My thoughts and dreams are filled with burned animals.
I keep seeing the burned, blind eyes of a raccoon I killed Thursday to end its suffering as the Camp Fire raged. I hear the terrified howls from a singed cat I found Sunday and helped reunite with her owner who had to leave her behind as their Paradise neighborhood burned.
Days later, the smell of burned animal hair won’t leave my nose.
On Thursday, Sacramento Bee photographer Hector Amezcua and I had just made it into Paradise as the Camp Fire chewed through town. Buildings were on fire all around us. The air was orange. We could taste the wood, the melting plastic and the scorched metal under our face masks, even inside our SUV.
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We had heard the hospital was on fire, and we were making our way to it through the skeletons of melted cars, fallen smoldering tree limbs and downed power lines when we saw an animal trying to walk, bow legged, on burned feet along one of the streets. Its hair was gone and its flanks were burned.
“Is that a cat?” Hector said. “The poor baby.”
“That’s a raccoon,” I said.
I’m a hunter. I know a dying animal when I see it. No one was coming to help. It couldn’t see, and there was no water to drink or to soothe its torched skin.
I had no gun, so I grabbed my full metal water bottle to use as a club. I took out my pocket knife.
With tears welling up, I walked over and looked into its seared, nearly-dead eyes.
“I’m so sorry, buddy,” I said quietly. Seconds later, the raccoon was dead, and Hector and I were back on the road. We didn’t know it at the time, but our route took us past the husks of cars where people had burned to death just a few hours earlier.
I’ve covered Northern California’s wildfires for much of my 15 years as a journalist. There are memories I’ll never forget, from the unpleasant to the terrifying to the surreal to the haunting.
I’ve been swarmed by biting beetles attracted to the smell of wildfire smoke, hoping to lay their eggs in the damaged timber. I’ve laughed at the sight of two bored cops at a fire check point wearing smoke masks as they cooked burritos on the exhaust manifold of their patrol SUV’s engine. I’ve run to my car as embers rained down around me. I’ve been spattered with pink fire retardant as air tankers dumped their loads on homes with flames raging toward them through the underbrush. I’ve fought back tears at the gulping baritone sobs of a man who just got confirmation that his wife and two grandchildren had burned to death.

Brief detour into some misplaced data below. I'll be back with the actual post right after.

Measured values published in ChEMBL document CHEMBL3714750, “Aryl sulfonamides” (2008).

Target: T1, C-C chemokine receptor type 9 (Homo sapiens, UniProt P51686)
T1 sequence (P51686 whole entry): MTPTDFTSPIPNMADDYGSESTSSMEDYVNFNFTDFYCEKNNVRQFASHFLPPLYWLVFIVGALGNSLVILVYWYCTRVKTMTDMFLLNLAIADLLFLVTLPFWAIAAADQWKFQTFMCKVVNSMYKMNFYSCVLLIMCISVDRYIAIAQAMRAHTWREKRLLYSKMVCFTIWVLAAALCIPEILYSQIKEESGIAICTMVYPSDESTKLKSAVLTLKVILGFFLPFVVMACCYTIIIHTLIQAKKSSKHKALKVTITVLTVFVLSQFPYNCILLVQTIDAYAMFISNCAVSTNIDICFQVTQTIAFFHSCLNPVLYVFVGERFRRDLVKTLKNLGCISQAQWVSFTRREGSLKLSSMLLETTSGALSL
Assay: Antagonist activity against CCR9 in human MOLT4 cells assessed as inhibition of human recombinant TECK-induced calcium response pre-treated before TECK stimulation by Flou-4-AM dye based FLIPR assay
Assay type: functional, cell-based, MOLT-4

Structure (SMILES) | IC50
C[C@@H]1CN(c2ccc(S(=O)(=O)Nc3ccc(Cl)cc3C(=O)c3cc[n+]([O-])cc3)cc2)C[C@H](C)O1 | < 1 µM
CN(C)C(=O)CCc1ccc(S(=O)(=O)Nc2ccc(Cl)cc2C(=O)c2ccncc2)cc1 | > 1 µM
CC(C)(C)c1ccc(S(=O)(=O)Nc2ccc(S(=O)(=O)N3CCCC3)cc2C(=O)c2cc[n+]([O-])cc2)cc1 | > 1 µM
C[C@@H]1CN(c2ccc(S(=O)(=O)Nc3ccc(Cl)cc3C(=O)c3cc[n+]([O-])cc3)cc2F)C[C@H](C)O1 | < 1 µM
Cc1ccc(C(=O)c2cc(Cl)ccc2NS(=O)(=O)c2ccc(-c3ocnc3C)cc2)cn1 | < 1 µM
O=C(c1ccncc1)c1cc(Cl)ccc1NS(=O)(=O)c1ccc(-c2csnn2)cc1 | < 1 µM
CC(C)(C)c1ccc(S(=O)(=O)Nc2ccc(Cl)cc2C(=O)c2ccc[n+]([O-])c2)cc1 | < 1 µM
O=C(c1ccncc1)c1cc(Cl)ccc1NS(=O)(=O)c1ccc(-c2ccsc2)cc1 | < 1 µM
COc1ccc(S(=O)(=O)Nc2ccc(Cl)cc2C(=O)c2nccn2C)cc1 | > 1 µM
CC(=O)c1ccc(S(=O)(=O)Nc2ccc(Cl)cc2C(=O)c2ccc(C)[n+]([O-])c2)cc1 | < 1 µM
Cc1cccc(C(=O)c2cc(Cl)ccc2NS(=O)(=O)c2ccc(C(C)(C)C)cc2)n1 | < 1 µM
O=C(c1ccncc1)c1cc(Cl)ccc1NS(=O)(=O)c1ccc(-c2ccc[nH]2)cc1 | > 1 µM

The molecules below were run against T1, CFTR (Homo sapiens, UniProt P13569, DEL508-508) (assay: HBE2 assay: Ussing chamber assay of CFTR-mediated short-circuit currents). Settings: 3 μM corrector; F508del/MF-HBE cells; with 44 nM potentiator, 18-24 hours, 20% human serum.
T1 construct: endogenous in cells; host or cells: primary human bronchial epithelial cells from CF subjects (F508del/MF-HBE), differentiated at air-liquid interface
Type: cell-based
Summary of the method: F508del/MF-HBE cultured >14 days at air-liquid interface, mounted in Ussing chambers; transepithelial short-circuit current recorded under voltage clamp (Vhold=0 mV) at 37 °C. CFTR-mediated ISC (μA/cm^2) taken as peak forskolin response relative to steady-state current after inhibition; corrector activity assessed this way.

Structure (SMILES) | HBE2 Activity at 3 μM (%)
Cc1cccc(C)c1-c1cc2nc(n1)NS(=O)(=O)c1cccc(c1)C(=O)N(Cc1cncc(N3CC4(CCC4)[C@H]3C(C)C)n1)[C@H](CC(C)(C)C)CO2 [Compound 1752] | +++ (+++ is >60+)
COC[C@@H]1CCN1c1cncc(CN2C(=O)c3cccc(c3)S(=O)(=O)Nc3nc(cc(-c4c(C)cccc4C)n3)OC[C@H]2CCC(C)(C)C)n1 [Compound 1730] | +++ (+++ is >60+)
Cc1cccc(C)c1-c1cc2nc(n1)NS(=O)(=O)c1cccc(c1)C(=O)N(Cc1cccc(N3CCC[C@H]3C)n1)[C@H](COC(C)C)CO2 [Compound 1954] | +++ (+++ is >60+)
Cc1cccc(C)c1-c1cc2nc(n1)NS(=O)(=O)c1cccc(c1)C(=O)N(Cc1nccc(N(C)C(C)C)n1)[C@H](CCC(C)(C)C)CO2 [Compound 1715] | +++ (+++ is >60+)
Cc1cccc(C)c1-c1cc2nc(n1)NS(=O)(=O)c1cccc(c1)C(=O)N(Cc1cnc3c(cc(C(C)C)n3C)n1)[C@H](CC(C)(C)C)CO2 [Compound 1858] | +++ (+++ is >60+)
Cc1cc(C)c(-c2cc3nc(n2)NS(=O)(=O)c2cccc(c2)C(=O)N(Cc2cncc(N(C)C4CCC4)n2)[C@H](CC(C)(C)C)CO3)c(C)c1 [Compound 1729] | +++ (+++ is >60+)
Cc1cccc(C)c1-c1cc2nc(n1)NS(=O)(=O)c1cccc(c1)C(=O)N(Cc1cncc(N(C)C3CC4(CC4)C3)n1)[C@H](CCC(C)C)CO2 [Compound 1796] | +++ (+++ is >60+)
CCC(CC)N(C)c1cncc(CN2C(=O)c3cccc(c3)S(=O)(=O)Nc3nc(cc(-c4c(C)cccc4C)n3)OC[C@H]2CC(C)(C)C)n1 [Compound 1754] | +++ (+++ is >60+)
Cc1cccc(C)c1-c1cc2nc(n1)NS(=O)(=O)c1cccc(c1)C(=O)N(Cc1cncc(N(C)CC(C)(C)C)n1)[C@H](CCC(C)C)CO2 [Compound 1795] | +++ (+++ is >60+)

But it’s the burned animals that most haunt my memories.
A rat, scorched nose to tail, once crawled out of a burning home and flopped on its side in a firefighter’s boot print filled with water from the hoses. It looked up at me with confusion and pain in its eyes before it died at my feet. I’ve seen a doe, her side scorched and her back covered in soot, grazing seemingly serenely in the green lawn of a home that burned to its foundation days earlier. A burned dead squirrel was on the ground next to me other day when I hit “share” on an Instagram video of a search and rescue team combing through the ruins of a trailer park looking for bodies.
Sunday brought a bright light to these dark animal images bouncing around my head.
That afternoon, I was driving down Pentz Road in Paradise looking for cell phone reception to send a video and do some writing when I spotted the silhouette of a cat’s ears poking out from under one of the few unburned cars I passed. I hit the brakes.
I belly-crawled under the car and saw a calico with striking blue eyes. Her hair on one side was singed down to the skin. Her whiskers were burned down to pitiful little nubs. I tried to coax her out with water in the bowl I keep in my pickup for my hunting dog, Gaddy. The cat likely had gone without water for days, but she came to my outstretched hand instead, seeking a human’s comforting touch after days of terror and pain. I grabbed her by the nape of her neck and pulled her out. I carried her in my arms to my truck. She smelled terrible.
“I’ll get you home,” I told her as she howled.
I posted a video of the cat on Twitter, and I raced her to Chico where I dropped her off at the VCA Valley Oak Veterinary Center. There, animal control workers were dropping off badly burned dogs and cats. Inside, families who frantically escaped their burning neighborhoods and had no choice but to leave pets behind were leafing through a binder filled with pictures of found animals. Many left with tears in their eyes, their search fruitless.
Thankfully, my post was shared on social media and Lyn Martin spotted it on a Facebook group for lost fire pets. I met her and her husband, Christopher, later that day in Chico. They lost their home off Pentz Road near where I found their cat. They told me her name is London. That evening, Lyn sent me a photo of London in her arms, her foot wrapped in a bandage. They tell me she was purring. The couple took her to the Chico apartment where they’re staying temporarily. They think she’ll recover.
“Something beautiful amid total disaster,” Christopher told me over Facebook, though he says the couple is still missing two of their cats.
I hope they find them. I hope all the fire victims do.